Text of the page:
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Poisonous Green Books

from National Geographic

These green books are poisonous—and one may be on a shelf near you

A toxic green pigment was once used to color everything from fake flowers to book covers. Now a museum conservator is working to track down the noxious volumes.

BY JUSTIN BROWER

still life of green books stacked
After bookcloth became a popular and affordable alternative to leather for bookmaking, publishers began releasing volumes in a range of colors, including emerald green. PHOTOGRAPH BY REBECCA HALE, NATIONAL GEOGRAPHIC

Libraries and rare book collections often carry volumes that feature poisons on their pages, from famous murder mysteries to seminal works on toxicology and forensics. The poisons described in these books are merely words on a page, but some books scattered throughout the world are literally poisonous.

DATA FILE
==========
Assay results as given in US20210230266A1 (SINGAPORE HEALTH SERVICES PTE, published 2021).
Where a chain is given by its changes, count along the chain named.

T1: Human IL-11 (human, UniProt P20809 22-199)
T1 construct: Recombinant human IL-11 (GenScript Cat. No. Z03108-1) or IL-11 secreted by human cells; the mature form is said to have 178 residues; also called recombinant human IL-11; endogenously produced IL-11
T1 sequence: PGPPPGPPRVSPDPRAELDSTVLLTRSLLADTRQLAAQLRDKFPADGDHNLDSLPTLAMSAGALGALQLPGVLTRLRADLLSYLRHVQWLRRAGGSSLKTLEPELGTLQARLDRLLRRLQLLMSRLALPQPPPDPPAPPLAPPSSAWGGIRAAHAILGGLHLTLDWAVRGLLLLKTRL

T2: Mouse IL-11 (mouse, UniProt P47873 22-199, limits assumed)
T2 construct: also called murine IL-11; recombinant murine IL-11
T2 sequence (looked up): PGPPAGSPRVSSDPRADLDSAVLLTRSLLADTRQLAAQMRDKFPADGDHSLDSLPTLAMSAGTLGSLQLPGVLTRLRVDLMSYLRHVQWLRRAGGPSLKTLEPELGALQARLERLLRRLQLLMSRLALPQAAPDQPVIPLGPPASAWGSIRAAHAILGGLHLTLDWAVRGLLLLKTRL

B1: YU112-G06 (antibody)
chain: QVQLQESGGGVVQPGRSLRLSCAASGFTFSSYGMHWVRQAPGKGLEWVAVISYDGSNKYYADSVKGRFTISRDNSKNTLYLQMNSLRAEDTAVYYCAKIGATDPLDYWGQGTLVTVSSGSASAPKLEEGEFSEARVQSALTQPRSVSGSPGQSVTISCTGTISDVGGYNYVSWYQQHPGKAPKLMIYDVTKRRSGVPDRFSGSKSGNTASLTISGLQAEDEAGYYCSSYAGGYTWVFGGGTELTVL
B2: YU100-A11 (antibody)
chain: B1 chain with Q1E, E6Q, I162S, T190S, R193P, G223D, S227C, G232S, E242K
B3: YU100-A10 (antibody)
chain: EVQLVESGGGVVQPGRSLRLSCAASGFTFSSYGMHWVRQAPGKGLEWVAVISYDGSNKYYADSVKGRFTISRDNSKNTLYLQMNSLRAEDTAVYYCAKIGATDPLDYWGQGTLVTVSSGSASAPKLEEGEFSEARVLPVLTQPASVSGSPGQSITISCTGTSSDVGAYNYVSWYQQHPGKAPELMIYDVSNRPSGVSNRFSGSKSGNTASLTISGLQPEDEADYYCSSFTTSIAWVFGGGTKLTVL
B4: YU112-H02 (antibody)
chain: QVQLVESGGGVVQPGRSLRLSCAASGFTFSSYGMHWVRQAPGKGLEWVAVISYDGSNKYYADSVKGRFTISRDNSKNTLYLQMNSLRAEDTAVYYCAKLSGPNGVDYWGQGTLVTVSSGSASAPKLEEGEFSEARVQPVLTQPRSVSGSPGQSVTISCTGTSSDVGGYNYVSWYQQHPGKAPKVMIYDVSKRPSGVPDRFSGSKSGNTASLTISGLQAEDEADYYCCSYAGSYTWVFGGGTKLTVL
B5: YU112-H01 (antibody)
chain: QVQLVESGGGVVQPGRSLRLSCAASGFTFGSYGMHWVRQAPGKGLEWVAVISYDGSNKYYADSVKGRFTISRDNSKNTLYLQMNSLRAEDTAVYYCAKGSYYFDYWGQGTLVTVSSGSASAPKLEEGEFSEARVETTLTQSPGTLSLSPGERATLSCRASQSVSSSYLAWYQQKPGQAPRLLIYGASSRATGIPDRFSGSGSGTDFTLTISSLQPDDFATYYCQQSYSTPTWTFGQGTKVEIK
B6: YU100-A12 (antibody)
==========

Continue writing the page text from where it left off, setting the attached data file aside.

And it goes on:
These toxic books, produced in the 19th century, are bound in vivid cloth colored with a notorious pigment known as emerald green that’s laced with arsenic. Many of them are going unnoticed on shelves and in collections. So MelissaTedone, the lab head for library materials conservation at the Winterthur Museum, Garden & Library in Delaware, has launched an effort dubbed the Poison Book Project to locate and catalogue these noxious volumes.

To date, the team has uncovered 88 19th-century books containing emerald green. Seventy of them are covered with vivid green bookcloth, and the rest have the pigment incorporated onto paper labels or decorative features. Tedone even found an emerald green book on sale at a local bookstore, which she purchased.

[ click to continue reading at Nat Geo ]

Posted on April 28, 2022 by Editor

Filed under Culture Music Art, Literary News, Weirdness | | No Comments »